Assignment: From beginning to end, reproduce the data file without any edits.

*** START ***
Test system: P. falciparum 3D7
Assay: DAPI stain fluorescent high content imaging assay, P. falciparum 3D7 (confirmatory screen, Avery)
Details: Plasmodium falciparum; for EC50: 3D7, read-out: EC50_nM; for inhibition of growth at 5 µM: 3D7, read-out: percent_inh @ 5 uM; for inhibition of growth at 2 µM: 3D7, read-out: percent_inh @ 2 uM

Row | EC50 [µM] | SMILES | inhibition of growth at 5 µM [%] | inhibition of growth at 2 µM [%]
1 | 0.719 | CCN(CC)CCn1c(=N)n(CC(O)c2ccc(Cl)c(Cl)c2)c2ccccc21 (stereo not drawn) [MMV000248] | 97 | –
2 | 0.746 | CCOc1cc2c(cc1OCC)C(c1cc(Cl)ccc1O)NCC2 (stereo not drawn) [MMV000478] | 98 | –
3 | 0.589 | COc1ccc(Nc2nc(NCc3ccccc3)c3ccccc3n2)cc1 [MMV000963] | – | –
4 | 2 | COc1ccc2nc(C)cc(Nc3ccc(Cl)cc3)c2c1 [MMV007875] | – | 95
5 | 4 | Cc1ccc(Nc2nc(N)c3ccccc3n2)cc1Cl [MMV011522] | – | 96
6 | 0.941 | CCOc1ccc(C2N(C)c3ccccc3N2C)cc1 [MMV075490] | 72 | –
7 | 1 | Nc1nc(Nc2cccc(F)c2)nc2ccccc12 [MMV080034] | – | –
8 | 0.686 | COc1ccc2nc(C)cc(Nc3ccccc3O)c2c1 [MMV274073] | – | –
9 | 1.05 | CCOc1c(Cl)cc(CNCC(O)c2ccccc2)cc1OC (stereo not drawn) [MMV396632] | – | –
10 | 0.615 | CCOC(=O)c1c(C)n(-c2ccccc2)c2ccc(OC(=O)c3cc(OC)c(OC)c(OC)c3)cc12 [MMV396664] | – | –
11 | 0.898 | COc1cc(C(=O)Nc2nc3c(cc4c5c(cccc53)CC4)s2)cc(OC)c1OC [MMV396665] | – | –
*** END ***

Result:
Test system: P. falciparum 3D7
Assay: DAPI stain fluorescent high content imaging assay, P. falciparum 3D7 (confirmatory screen, Avery)
Details: Plasmodium falciparum; for EC50: 3D7, read-out: EC50_nM; for inhibition of growth at 5 µM: 3D7, read-out: percent_inh @ 5 uM; for inhibition of growth at 2 µM: 3D7, read-out: percent_inh @ 2 uM

Row | EC50 [µM] | SMILES | inhibition of growth at 5 µM [%] | inhibition of growth at 2 µM [%]
1 | 0.719 | CCN(CC)CCn1c(=N)n(CC(O)c2ccc(Cl)c(Cl)c2)c2ccccc21 (stereo not drawn) [MMV000248] | 97 | –
2 | 0.746 | CCOc1cc2c(cc1OCC)C(c1cc(Cl)ccc1O)NCC2 (stereo not drawn) [MMV000478] | 98 | –
3 | 0.589 | COc1ccc(Nc2nc(NCc3ccccc3)c3ccccc3n2)cc1 [MMV000963] | – | –
4 | 2 | COc1ccc2nc(C)cc(Nc3ccc(Cl)cc3)c2c1 [MMV007875] | – | 95
5 | 4 | Cc1ccc(Nc2nc(N)c3ccccc3n2)cc1Cl [MMV011522] | – | 96
6 | 0.941 | CCOc1ccc(C2N(C)c3ccccc3N2C)cc1 [MMV075490] | 72 | –
7 | 1 | Nc1nc(Nc2cccc(F)c2)nc2ccccc12 [MMV080034] | – | –
8 | 0.686 | COc1ccc2nc(C)cc(Nc3ccccc3O)c2c1 [MMV274073] | – | –
9 | 1.05 | CCOc1c(Cl)cc(CNCC(O)c2ccccc2)cc1OC (stereo not drawn) [MMV396632] | – | –
10 | 0.615 | CCOC(=O)c1c(C)n(-c2ccccc2)c2ccc(OC(=O)c3cc(OC)c(OC)c(OC)c3)cc12 [MMV396664] | – | –
11 | 0.898 | COc1cc(C(=O)Nc2nc3c(cc4c5c(cccc53)CC4)s2)cc(OC)c1OC [MMV396665] | – | –